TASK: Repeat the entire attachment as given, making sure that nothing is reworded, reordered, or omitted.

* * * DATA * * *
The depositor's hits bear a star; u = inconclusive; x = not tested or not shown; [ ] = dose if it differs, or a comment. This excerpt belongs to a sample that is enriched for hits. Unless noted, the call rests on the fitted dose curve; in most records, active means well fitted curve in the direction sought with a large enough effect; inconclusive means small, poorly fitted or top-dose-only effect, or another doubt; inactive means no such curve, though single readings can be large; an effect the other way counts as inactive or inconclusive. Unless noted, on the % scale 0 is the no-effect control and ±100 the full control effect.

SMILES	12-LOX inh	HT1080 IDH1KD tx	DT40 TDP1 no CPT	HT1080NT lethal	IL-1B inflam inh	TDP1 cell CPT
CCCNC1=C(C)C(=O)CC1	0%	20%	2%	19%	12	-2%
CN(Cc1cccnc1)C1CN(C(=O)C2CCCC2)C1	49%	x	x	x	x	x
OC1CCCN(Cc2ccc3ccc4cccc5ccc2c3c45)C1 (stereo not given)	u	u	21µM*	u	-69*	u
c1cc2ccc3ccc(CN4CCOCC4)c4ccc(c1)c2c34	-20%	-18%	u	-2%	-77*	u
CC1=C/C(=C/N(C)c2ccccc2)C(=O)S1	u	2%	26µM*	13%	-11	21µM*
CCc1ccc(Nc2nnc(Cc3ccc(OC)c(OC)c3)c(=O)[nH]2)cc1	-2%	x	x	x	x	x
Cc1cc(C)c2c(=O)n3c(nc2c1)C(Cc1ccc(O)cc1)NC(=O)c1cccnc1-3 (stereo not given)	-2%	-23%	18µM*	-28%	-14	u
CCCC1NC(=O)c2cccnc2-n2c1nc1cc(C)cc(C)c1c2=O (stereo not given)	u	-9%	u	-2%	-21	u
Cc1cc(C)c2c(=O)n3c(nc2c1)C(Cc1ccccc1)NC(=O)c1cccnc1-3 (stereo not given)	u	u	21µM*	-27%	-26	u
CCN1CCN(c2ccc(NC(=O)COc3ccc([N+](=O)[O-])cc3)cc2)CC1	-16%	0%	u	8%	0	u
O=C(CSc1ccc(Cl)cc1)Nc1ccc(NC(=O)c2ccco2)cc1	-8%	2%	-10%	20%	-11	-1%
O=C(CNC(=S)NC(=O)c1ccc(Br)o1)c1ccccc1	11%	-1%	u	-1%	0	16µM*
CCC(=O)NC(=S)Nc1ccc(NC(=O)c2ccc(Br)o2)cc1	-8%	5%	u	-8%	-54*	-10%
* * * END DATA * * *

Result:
The depositor's hits bear a star; u = inconclusive; x = not tested or not shown; [ ] = dose if it differs, or a comment. This excerpt belongs to a sample that is enriched for hits. Unless noted, the call rests on the fitted dose curve; in most records, active means well fitted curve in the direction sought with a large enough effect; inconclusive means small, poorly fitted or top-dose-only effect, or another doubt; inactive means no such curve, though single readings can be large; an effect the other way counts as inactive or inconclusive. Unless noted, on the % scale 0 is the no-effect control and ±100 the full control effect.

SMILES	12-LOX inh	HT1080 IDH1KD tx	DT40 TDP1 no CPT	HT1080NT lethal	IL-1B inflam inh	TDP1 cell CPT
CCCNC1=C(C)C(=O)CC1	0%	20%	2%	19%	12	-2%
CN(Cc1cccnc1)C1CN(C(=O)C2CCCC2)C1	49%	x	x	x	x	x
OC1CCCN(Cc2ccc3ccc4cccc5ccc2c3c45)C1 (stereo not given)	u	u	21µM*	u	-69*	u
c1cc2ccc3ccc(CN4CCOCC4)c4ccc(c1)c2c34	-20%	-18%	u	-2%	-77*	u
CC1=C/C(=C/N(C)c2ccccc2)C(=O)S1	u	2%	26µM*	13%	-11	21µM*
CCc1ccc(Nc2nnc(Cc3ccc(OC)c(OC)c3)c(=O)[nH]2)cc1	-2%	x	x	x	x	x
Cc1cc(C)c2c(=O)n3c(nc2c1)C(Cc1ccc(O)cc1)NC(=O)c1cccnc1-3 (stereo not given)	-2%	-23%	18µM*	-28%	-14	u
CCCC1NC(=O)c2cccnc2-n2c1nc1cc(C)cc(C)c1c2=O (stereo not given)	u	-9%	u	-2%	-21	u
Cc1cc(C)c2c(=O)n3c(nc2c1)C(Cc1ccccc1)NC(=O)c1cccnc1-3 (stereo not given)	u	u	21µM*	-27%	-26	u
CCN1CCN(c2ccc(NC(=O)COc3ccc([N+](=O)[O-])cc3)cc2)CC1	-16%	0%	u	8%	0	u
O=C(CSc1ccc(Cl)cc1)Nc1ccc(NC(=O)c2ccco2)cc1	-8%	2%	-10%	20%	-11	-1%
O=C(CNC(=S)NC(=O)c1ccc(Br)o1)c1ccccc1	11%	-1%	u	-1%	0	16µM*
CCC(=O)NC(=S)Nc1ccc(NC(=O)c2ccc(Br)o2)cc1	-8%	5%	u	-8%	-54*	-10%